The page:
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  • Women’s organization in Guatemala strengthens capacity to curb domestic violence and support survivors
Blog

Women’s organization in Guatemala strengthens capacity to curb domestic violence and support survivors

The Mujeres Mejorando Vidas staff in Guatemala gather to celebrate

In Guatemala, four women were determined to address domestic violence in their community. This is a global issue that is also personal to them.

As social workers and psychologists, Ligia Maritza Marroquín Mejía, Karen Elizabeth Castillo Pérez, Liz Alejandra Marroquín Mejía, and Karen Magdalena Miche Pérez often found themselves being called upon for support by friends, sisters, and neighbors who were victims. It got them thinking about how many other victims they could help.

In 2018, the women launched Mujeres Mejorando Vidas (MMV), which translates to Women Improving Lives. Together, they were committed to supporting domestic violence survivors.

“Violence against women is universal. That violence oftentimes occurs in our homes, but we may not recognize it as violence. That’s why it’s so important for us to educate ourselves about domestic violence before we attempt to help others,” said Ligia, MMV’s co-founder and executive director.

Ligia leads the organization’s multidisciplinary team that provides wholistic support to survivors. She remains good friends with two returned Peace Corps Volunteers (RPCVs) who collaborated with the organization prior to the pandemic. When MMV was looking for additional support, Ligia instinctively reached out to the Peace Corps staff in Guatemala.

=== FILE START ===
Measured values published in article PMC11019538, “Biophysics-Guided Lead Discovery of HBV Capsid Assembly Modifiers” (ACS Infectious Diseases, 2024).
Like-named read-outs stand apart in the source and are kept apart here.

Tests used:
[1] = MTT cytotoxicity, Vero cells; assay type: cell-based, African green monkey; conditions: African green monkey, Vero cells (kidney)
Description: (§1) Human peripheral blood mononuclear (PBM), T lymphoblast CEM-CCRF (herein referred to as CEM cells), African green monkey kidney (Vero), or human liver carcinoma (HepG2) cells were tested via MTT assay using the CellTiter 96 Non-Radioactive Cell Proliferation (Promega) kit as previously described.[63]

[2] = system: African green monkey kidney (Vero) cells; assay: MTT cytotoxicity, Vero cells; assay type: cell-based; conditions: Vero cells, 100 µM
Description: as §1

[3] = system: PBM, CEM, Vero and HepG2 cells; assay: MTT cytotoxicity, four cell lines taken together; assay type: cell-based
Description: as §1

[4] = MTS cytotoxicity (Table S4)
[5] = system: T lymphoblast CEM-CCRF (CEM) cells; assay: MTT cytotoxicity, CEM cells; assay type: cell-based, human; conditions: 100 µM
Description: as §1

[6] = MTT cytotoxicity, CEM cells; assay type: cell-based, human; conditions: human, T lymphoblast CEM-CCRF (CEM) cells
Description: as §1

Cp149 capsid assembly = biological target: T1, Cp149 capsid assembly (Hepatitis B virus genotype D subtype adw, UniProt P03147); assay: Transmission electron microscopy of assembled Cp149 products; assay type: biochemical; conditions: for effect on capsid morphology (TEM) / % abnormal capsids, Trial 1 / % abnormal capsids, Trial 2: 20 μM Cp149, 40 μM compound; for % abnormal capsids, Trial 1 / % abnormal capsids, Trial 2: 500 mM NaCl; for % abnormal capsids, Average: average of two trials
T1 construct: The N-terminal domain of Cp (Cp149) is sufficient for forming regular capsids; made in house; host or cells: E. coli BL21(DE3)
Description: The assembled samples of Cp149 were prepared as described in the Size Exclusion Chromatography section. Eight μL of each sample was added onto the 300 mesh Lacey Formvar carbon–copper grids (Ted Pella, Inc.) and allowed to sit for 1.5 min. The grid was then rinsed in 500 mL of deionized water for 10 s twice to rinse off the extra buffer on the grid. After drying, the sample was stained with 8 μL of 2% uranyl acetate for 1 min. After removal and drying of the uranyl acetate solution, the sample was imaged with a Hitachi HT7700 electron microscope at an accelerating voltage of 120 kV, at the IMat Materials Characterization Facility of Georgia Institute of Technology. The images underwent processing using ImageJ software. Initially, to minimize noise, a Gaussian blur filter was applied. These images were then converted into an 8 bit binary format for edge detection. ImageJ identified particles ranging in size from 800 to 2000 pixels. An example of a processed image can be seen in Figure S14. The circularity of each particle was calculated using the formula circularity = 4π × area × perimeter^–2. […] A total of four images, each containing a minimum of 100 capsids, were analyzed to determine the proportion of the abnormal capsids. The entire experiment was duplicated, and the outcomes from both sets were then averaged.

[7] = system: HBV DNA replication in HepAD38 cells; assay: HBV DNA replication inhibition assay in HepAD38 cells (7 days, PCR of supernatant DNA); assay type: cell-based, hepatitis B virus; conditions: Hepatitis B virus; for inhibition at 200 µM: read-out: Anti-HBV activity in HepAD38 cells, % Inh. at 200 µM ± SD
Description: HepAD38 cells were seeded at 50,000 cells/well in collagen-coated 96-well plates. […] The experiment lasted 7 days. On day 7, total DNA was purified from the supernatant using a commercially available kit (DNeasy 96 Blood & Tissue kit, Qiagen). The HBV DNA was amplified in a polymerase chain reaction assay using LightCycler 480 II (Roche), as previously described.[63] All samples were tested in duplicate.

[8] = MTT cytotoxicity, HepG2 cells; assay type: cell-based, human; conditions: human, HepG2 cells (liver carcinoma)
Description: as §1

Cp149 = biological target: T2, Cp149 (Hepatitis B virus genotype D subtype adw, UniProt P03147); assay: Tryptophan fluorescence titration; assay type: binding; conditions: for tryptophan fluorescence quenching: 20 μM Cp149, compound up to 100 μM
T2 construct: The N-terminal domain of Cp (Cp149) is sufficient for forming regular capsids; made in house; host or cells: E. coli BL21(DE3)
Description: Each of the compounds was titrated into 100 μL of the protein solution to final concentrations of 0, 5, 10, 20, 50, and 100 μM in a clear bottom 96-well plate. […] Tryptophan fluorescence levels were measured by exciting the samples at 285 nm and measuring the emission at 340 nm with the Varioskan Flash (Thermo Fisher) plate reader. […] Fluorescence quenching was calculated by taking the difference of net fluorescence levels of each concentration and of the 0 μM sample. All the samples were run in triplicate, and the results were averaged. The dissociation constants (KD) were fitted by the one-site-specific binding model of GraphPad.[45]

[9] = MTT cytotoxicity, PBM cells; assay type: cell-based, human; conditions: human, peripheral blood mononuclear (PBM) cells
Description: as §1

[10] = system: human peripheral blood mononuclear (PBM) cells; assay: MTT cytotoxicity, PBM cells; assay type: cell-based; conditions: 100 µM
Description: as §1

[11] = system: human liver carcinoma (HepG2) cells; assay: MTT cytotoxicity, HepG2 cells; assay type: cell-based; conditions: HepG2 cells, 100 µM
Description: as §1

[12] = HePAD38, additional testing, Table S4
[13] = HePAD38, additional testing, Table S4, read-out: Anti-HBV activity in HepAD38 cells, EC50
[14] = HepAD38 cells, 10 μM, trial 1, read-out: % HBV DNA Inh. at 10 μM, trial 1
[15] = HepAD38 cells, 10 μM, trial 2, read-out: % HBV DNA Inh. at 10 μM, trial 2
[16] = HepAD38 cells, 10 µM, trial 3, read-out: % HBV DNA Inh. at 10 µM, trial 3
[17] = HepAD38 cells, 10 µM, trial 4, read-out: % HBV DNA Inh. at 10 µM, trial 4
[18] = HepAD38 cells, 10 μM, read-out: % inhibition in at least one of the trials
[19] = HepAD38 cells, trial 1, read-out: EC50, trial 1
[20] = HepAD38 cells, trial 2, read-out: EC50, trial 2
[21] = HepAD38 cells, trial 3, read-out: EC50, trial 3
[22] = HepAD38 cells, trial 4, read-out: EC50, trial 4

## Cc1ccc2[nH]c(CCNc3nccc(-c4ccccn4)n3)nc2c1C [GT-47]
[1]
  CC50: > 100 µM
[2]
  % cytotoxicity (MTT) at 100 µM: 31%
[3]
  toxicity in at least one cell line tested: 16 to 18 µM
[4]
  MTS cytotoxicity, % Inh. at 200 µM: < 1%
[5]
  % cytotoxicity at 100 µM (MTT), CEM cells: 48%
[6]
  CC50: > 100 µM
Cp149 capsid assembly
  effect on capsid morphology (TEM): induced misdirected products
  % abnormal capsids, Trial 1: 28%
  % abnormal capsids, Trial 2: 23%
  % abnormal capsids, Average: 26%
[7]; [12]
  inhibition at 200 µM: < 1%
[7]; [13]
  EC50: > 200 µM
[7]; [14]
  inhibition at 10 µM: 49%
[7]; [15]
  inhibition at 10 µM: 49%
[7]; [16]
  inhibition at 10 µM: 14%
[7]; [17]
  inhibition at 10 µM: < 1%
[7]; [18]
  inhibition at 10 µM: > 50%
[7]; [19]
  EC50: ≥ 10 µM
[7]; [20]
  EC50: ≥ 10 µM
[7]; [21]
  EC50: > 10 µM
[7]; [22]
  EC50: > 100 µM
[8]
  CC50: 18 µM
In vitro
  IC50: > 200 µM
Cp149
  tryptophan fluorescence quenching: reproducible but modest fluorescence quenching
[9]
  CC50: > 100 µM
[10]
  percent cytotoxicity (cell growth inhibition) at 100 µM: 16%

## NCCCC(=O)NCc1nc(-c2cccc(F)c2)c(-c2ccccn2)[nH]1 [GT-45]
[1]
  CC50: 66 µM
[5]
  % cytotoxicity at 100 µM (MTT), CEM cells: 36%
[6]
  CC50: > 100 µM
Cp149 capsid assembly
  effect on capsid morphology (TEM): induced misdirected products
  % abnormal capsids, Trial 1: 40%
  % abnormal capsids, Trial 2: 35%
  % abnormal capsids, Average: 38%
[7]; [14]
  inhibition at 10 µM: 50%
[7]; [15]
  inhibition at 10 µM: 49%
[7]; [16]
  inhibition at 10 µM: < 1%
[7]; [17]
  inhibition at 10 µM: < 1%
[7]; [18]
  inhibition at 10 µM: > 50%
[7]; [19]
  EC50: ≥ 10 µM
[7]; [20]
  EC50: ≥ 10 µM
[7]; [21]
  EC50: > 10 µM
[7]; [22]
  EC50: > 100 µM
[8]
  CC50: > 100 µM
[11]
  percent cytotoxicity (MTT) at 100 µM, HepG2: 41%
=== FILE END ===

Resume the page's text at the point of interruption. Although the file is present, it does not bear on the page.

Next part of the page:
At the time, Volunteers wouldn’t return to service in Guatemala for several months. The Post staff recommended the organization participate in Virtual Service. The organization would work virtually with a RPCV who would donate time each week to complete a list of identified tasks.

8 women gather around a table of food and soda
The MMV team spends quality time outside of work.

“[MMV] has a skilled team, but due to everyone’s workload, it can be difficult to complete certain projects,” Ligia said.

Enter Briony ‘Bri’ Seoane, who served in El Salvador from 2002 to 2005. Bri and her MMV counterparts kickstarted the virtual collaboration by developing a detailed, three-year strategic plan. This strategic plan was key for their next task: identifying potential funders. Having a well-developed strategic plan enabled MMV to apply for and receive funding that the organization otherwise wouldn't have been eligible for. For instance, they are now implementing a project with USAID funds.

“Working virtually has helped us reach new areas and learn how to effectively communicate online. In some ways it’s been a challenge, but it’s also helped us share [our work] in new ways,” said Karen, MMV’s program manager.

Karen manages the training program for local children and adults. These trainings aim to increase the individuals' capacity in areas that are considered protective against domestic violence; they include human rights, self-care, and personal money management.

The virtual engagement concluded this past January, and the MMV team agrees that participating in Virtual Service was beneficial.

“We’re grateful for Bri’s help, especially since she wakes up early and works late to accommodate her full-time job and family commitments. In addition to completing project tasks, we’ve learned things we didn’t expect to, such as incorporating e-commerce and developing a website,” Ligia stated.

Ligia and the team wish to continue its partnership with the Peace Corps. In fact, MMV has begun the process to request an in-person Volunteer to support their important work in women’s economic empowerment. The Peace Corps is proud to partner with community changemakers such as the women at MMV.